Studies in Europe now show that gelatin provides building blocks of cartilage; effectively providing nutritional support required for cartilage regeneration. A study published in Therapiewoche by Adam ET. Al. (1991), using randomized double-blinded crossover trial of 52 patients with hip or knee osteoarthritis, found that gelatin supplements improved symptoms related to joint pain compared to a placebo. Another study in 1994 by Beuker and Rosenfeld, using a randomized blinded, placebo-controlled trial of 92 geriatric patients, found that gelatin appears to have a significantly positive effect on joint health by reducing the sensation of pain and enhancing mobility compared to a placebo.
The entire structure, flexibility and strength of cartilage are due to collagen fibers. The absence of collagen fibers to hold cartilage in place as buffers would result in bones grinding against each other. Giving a horse gelatin is like everything else – some things work for some and not others. It is relatively inexpensive and definitely worth the try when compared to the pricey hoof and joint supplements out there.
Gelatin is a substance derived from the processing of animal collagen. (Collagen is a type of protein. Fibrous in nature, it connects and supports other bodily tissues, such as skin, bone, tendons, muscles, and cartilage.) Commercially, gelatin is most typically obtained from cattle hides and bones and pigskins. Contrary to popular belief, gelatin is not rendered from the feet or horns of animals (no fear of hoof and mouth disease).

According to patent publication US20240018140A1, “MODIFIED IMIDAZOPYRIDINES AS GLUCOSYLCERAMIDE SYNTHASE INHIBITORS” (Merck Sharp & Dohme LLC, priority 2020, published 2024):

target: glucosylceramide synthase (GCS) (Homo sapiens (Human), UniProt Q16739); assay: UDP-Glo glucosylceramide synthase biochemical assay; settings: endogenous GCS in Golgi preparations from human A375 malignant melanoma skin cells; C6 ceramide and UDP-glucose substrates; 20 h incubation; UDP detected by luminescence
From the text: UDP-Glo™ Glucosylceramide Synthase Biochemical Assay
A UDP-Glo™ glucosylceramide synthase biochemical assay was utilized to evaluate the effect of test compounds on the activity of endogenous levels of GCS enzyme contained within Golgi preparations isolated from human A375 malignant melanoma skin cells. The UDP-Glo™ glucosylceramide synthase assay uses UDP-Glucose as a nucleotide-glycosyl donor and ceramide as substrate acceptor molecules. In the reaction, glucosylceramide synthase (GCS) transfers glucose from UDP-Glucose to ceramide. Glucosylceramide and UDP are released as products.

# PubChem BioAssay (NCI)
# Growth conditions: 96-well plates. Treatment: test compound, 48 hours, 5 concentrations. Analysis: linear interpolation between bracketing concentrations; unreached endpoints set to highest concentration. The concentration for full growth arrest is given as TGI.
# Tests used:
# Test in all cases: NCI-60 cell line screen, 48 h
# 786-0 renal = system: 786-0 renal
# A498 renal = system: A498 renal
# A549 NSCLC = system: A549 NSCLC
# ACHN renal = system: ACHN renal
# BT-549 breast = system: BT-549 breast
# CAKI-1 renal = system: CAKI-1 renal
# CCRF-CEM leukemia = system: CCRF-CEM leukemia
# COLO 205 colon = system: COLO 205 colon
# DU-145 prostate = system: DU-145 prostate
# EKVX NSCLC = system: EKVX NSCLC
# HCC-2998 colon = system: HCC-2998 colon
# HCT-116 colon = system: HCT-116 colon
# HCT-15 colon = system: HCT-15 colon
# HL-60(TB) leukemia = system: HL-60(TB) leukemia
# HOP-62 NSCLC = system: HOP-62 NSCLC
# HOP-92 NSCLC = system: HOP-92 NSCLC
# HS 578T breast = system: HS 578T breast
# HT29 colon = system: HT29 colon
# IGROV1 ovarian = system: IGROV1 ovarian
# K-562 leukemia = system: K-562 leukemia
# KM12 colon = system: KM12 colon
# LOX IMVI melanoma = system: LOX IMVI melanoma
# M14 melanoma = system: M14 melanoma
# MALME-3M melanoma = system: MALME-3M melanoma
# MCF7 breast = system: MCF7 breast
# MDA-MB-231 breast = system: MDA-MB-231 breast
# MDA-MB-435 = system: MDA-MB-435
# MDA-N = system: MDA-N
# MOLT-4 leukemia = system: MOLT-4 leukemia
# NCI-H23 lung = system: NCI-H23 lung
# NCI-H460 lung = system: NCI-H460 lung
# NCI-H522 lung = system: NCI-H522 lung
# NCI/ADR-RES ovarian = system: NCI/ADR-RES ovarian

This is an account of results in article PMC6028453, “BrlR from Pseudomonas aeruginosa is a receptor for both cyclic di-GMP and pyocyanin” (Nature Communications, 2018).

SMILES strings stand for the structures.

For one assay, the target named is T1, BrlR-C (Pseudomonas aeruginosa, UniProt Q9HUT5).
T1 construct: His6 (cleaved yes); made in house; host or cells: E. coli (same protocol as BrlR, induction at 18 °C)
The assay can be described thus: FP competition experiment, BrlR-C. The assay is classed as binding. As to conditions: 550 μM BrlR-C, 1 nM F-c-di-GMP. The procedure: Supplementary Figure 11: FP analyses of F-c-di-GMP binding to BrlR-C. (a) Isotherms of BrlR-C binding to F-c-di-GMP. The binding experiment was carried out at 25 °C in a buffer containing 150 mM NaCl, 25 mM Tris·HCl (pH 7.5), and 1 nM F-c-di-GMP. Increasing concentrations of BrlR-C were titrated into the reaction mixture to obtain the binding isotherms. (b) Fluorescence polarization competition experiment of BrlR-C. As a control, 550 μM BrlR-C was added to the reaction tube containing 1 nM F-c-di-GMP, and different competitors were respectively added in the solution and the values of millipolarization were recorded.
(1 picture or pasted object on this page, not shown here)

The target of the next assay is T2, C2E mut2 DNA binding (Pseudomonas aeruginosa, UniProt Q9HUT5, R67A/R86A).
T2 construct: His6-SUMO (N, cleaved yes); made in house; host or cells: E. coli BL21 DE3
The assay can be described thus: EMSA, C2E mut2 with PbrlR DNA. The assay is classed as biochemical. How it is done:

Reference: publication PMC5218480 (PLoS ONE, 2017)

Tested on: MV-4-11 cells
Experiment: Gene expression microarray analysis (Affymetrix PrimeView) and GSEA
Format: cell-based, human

In its most basic form, commercially processed edible gelatin is a tasteless beige or pale yellow powder or granules. It is composed of mostly protein and contains eighteen amino acids. Gelatin has long been considered to strengthen hair and nails as well as make them both grow much faster. Gelatin is also considered to possibly promote joint health. Two of the amino acids found in gelatin are substances the body uses to make collagen, a primary component of connective tissues such as cartilage. Based on these findings, researchers are currently exploring whether supplemental gelatin might play a role in rebuilding arthritic joints. There is no conclusive evidence of the benefits of gelatin but there are also no known health risks. There is no known drug or nutrient interactions associated with gelatin however some people are allergic to bovine (cow) gelatin. Also, there are non-animal gel sources such as agar-agar (a seaweed) and interestingly enough there is a horse supplement based on seaweed and other nutrient from the ocean!
In the horse industry gelatin is used as a feed supplement to aid in hoof and hair growth and to strengthen the hoof. Just like humans take gelatin to grow strong nails and hair, it is safely fed to horses for the same reasons. It is relatively inexpensive and many people report changes in their horse’s hooves in just 30 days. There are several other supplements people feed for good hoof growth and quality like biotin, flax seed and obviously all of the more expensive specialty hoof formulas.
Most horses eat Gelatin right up – I have never heard of a horse refusing to eat when Gelatin was added to their feed. I think it is important to note that if you do not see a difference in your horses hoof condition between 3 to 6 months then I would try something else. We recommend 1 to 2 ounces daily added to feed—some people feed as much as ¼ cup in morning feed and night feed. I think it is important to realize the hoof condition and hair condition is a reflection of health with genetic playing a role in there. A lot of breeds in the horse industry are inbred and as a consequence you will see weakness crop up but “Healthy is Healthy.” Our gelatin is filler and sugar free—just plain ole gelatin!